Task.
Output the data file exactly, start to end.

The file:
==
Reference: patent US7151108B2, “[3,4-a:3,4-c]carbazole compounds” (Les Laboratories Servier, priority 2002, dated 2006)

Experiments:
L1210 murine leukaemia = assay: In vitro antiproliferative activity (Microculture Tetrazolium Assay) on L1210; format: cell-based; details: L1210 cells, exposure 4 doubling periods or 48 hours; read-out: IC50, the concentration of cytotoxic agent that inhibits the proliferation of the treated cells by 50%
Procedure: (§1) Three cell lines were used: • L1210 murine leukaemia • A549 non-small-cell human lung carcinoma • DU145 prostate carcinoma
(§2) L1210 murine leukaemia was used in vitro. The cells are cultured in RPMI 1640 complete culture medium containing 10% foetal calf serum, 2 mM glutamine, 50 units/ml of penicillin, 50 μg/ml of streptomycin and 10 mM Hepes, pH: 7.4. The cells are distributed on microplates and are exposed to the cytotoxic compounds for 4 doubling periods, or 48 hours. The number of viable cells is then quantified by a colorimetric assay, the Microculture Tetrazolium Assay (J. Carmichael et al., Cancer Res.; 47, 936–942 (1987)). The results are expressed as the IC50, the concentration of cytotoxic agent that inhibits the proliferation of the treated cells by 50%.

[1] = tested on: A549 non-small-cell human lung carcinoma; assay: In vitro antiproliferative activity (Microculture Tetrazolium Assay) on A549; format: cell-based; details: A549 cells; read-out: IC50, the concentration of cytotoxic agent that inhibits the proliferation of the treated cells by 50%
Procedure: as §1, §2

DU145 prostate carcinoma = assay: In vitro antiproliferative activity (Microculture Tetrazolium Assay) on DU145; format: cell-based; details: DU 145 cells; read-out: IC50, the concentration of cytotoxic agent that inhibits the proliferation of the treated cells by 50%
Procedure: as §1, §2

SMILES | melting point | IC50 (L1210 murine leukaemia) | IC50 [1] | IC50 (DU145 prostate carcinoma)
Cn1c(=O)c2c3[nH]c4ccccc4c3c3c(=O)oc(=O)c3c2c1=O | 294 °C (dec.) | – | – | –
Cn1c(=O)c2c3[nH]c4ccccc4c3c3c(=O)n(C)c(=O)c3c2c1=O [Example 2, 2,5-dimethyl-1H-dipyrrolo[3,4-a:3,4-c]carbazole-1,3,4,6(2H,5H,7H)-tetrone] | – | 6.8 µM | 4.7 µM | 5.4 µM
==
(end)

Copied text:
Reference: patent US7151108B2, “[3,4-a:3,4-c]carbazole compounds” (Les Laboratories Servier, priority 2002, dated 2006)

Experiments:
L1210 murine leukaemia = assay: In vitro antiproliferative activity (Microculture Tetrazolium Assay) on L1210; format: cell-based; details: L1210 cells, exposure 4 doubling periods or 48 hours; read-out: IC50, the concentration of cytotoxic agent that inhibits the proliferation of the treated cells by 50%
Procedure: (§1) Three cell lines were used: • L1210 murine leukaemia • A549 non-small-cell human lung carcinoma • DU145 prostate carcinoma
(§2) L1210 murine leukaemia was used in vitro. The cells are cultured in RPMI 1640 complete culture medium containing 10% foetal calf serum, 2 mM glutamine, 50 units/ml of penicillin, 50 μg/ml of streptomycin and 10 mM Hepes, pH: 7.4. The cells are distributed on microplates and are exposed to the cytotoxic compounds for 4 doubling periods, or 48 hours. The number of viable cells is then quantified by a colorimetric assay, the Microculture Tetrazolium Assay (J. Carmichael et al., Cancer Res.; 47, 936–942 (1987)). The results are expressed as the IC50, the concentration of cytotoxic agent that inhibits the proliferation of the treated cells by 50%.

[1] = tested on: A549 non-small-cell human lung carcinoma; assay: In vitro antiproliferative activity (Microculture Tetrazolium Assay) on A549; format: cell-based; details: A549 cells; read-out: IC50, the concentration of cytotoxic agent that inhibits the proliferation of the treated cells by 50%
Procedure: as §1, §2

DU145 prostate carcinoma = assay: In vitro antiproliferative activity (Microculture Tetrazolium Assay) on DU145; format: cell-based; details: DU 145 cells; read-out: IC50, the concentration of cytotoxic agent that inhibits the proliferation of the treated cells by 50%
Procedure: as §1, §2

SMILES | melting point | IC50 (L1210 murine leukaemia) | IC50 [1] | IC50 (DU145 prostate carcinoma)
Cn1c(=O)c2c3[nH]c4ccccc4c3c3c(=O)oc(=O)c3c2c1=O | 294 °C (dec.) | – | – | –
Cn1c(=O)c2c3[nH]c4ccccc4c3c3c(=O)n(C)c(=O)c3c2c1=O [Example 2, 2,5-dimethyl-1H-dipyrrolo[3,4-a:3,4-c]carbazole-1,3,4,6(2H,5H,7H)-tetrone] | – | 6.8 µM | 4.7 µM | 5.4 µM